Ubuntu how to: moving databases

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DatabaseThis article is part of a series of guest posts by Garikai Dzoma on helping new users migrate successfully to the Ubuntu operating system. Garikai started using Ubuntu Linux in 2007 and is an active member of the Zimbabwe Ubuntu LoCo team.

I recently wanted to move a database from one computer to another. Fortunately I found a welcome guide at linuxjournal.com. Moving the files is not really difficult, you can use FTP. Moving the database is a bit more challenging however.

If you have shell access, it’s a pretty simple process. On the old server, type:

mysqldump -u username -p databasename > databasebackup.sql

You’ll be asked for the password assigned to “username”, and then mysqldump will create a file that contains all the information needed to restore your database. One thing to note, however, is that going between different versions of mysql can be problematic. That’s where the –compatible flag is handy. You can specify what type of database software you’ll be importing to, and mysqldump will (try) to give you a compatible file. Some options are mysql323, postgresql, mysql40, etc.  Check the man page for more options and explanations about what they all do.

To restore your database file on the new server, it’s just as easy.  Simply type:

mysql -u username -p newdatabasename < databasebackup.sql

That should transfer your data simply and easily. If you get errors, you might have to check that –compatible flag, or even do some more work to your database in order to make it compatible.

The moral of the story, like most, is that backups are VERY important!  It’s great to know the tools to make a dump of your mysql database, but if something is corrupt, you’ll want a backup rather than a fresh dump. If you have any other tips for moving databases from one server to another, feel free to leave them in the comments.



  1. JamesM

    I think the title of your article should have been “Ubuntu how to: moving MySQL databases”. Remember what makes linux great is the plethora of choices on its platform. MySQL is one of many databases that run on linux. The list of databases that run on linux is a long one. Even Oracle saw it fit to release an express version for linux. There’s Ingress (know that one?) some of us used during our college days. Hope one of these days you will run an article on unattended online backups and restoration with one of the databases running on linux.

    1. Garikai Dzoma

      You will notice however that Ubuntu Server comes with the LAMP stack by default. If someone is capable of installing a non standard database there I am persuaded to believe they can sure as well fiddle with the standard one.

      1. Anonymous

        You make too many dangerous assumptions which are misleading

  2. Anonymous

    Dude, please, this article is useless and not even close to useful. One is safer using google than reading yo article, if its exposure you are after, then go for the real nut cracking stuff that is hard to find on google. Save us some space on this wonderful site, they are better articles that could have been written instead of this not even close to howto.

    1. JamesM

      I have to agree with your comments here pal, spot-on! Just about anything open source and/or linux is easily answered by a simple google search. That means our friends at TechZim are gonna have to come up with compelling articles that keep us glued to their site, which means advertising $$$ for them.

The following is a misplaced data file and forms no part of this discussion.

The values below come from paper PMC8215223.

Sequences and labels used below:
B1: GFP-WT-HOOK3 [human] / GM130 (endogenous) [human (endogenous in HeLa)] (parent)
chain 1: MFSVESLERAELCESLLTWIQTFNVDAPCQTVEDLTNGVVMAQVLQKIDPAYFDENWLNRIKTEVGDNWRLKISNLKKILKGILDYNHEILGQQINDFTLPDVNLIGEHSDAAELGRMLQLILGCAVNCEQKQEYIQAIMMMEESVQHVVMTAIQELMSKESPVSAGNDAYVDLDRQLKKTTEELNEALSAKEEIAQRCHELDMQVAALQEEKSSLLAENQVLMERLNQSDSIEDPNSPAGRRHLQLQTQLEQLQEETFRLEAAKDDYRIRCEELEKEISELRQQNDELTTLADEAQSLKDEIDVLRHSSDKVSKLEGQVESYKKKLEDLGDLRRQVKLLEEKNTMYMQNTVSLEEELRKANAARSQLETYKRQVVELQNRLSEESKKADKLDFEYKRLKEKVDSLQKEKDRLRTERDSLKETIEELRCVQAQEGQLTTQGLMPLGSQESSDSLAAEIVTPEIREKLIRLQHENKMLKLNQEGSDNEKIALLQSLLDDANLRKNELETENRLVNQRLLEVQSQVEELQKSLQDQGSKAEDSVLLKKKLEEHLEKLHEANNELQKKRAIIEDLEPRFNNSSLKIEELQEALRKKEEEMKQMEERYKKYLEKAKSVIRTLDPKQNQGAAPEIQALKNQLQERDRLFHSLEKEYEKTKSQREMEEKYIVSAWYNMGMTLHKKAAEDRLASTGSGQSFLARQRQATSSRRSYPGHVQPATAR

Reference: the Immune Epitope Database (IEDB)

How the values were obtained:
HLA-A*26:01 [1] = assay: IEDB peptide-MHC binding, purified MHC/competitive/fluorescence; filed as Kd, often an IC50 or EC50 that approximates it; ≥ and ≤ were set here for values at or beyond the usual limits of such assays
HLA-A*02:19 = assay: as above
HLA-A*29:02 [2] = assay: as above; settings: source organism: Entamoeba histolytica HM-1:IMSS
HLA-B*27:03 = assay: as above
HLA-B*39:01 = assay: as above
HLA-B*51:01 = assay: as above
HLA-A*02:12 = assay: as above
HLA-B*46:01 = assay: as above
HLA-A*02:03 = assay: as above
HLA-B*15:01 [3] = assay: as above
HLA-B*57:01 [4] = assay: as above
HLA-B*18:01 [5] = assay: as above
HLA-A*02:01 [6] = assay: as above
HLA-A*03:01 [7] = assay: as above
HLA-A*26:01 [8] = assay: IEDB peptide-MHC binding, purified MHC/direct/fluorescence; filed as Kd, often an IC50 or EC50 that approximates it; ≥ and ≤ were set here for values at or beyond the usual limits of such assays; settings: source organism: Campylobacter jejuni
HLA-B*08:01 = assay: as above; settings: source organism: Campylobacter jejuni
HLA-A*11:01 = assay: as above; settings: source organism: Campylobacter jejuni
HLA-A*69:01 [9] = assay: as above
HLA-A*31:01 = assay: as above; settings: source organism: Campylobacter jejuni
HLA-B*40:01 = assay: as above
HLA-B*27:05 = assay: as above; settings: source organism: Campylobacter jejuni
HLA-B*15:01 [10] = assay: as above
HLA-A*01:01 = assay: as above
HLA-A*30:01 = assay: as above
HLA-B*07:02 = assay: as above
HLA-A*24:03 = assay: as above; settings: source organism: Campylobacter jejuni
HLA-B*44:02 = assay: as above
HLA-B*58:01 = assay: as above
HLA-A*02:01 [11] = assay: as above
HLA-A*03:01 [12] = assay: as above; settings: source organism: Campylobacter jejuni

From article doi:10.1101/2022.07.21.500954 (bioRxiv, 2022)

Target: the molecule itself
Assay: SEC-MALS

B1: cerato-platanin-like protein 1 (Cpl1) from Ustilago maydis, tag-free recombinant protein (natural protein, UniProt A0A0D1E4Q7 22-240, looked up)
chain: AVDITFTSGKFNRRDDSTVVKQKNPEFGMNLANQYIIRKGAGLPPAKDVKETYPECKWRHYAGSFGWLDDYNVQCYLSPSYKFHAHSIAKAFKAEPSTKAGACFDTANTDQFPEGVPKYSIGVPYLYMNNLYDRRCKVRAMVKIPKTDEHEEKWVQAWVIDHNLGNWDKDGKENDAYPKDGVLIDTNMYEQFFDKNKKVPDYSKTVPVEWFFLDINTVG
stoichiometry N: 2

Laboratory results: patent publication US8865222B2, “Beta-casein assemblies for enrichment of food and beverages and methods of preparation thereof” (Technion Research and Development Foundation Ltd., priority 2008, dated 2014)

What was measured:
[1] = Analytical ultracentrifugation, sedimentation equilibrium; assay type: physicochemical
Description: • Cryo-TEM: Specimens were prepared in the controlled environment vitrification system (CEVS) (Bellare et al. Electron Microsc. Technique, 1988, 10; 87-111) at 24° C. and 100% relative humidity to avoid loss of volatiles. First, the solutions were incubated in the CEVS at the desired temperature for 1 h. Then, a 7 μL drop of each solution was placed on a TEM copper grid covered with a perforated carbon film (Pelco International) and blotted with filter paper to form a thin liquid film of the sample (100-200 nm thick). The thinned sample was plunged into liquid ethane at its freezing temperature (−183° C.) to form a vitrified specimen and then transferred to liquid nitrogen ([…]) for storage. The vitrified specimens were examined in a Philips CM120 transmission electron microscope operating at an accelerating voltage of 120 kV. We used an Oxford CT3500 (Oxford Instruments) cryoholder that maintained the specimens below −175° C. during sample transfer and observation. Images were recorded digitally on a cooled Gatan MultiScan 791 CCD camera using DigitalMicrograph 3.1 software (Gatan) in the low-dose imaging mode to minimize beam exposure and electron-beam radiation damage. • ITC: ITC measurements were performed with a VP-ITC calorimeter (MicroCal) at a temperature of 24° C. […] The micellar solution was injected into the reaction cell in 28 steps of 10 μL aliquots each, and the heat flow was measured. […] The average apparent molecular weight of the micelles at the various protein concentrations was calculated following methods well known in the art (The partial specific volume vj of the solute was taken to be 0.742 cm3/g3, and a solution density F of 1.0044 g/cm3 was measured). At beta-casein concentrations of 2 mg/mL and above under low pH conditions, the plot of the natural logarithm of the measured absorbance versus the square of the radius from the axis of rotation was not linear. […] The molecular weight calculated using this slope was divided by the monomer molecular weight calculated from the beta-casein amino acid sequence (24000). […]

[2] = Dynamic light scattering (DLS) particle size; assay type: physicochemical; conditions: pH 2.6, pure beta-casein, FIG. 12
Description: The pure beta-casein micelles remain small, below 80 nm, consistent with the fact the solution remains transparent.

1. Garikai Dzoma

        Your arguement is not very different to the Unity arguement. Some people think it is the thing whilst others think it is rubbish. Newbies find Unity (in this case this article useful) whilst you find it unhelpful. You just have to bear in mind that although you can easily run some baby somewhere is taking his first step. that doesnot make you better.

        1. Anonymous

          You are too defensive for your own good, all this guy is saying is this is 2011, people who are keen to learn new stuff would rather use google than read off this article. When they google they have a variety of sources which leaves them with a clear picture of whats happening whereas yo article falls short of even being a newbie article and only addresses certain areas.
          Put up a poll and see how people will vote, you will be shocked.

    2. Garikai Dzoma

      Actually sir if you are a Linux expert you do not even need Google at all! the command man mysql will tell you all you need to know. The very fact that you have to Google for this stuff just tells me that sometimes even you find it usefull to go to alternative sources for help. I am surprised you think yourself wiser than the folks at linujournal.com who published this same article a few weeks ago. The author of the original article has been using Linux since its inception and yet he thought is useful. Your unhelpful and sarcastic comments would find home only at Debian where people fight half of the time. The preamble clarely states that this artilce is for beginners anyway. And I cannot write on arm processors since they are not yet supported in Ubuntu.

      1. Anonymous

        Hmmm, u shuld have just remained silent. Ukavhura muromo its easy to judge you.

        Firstly you still have a right to condem foolishness when you see it being practised as you did on linuxjournal.com. Just because its linuxjournal.com  does not mean they are any wiser, independent thinking and assessment is allowed, ustaye kunzi dofo. Now in yo foolishness you brot linuxjournal.com foolishness to his wonderful site, its called hereditary stupidity.